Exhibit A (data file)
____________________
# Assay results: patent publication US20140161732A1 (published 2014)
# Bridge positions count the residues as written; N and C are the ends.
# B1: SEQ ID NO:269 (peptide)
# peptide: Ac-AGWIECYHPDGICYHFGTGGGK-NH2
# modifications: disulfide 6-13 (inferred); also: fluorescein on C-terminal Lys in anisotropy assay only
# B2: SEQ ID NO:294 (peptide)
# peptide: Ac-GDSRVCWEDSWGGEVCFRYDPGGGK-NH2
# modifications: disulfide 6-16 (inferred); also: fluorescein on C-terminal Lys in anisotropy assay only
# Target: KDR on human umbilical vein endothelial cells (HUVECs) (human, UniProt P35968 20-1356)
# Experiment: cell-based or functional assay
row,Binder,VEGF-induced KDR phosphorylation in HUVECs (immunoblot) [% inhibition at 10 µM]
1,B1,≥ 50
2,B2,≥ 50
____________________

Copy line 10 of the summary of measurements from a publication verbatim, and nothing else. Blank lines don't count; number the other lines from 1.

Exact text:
# Experiment: cell-based or functional assay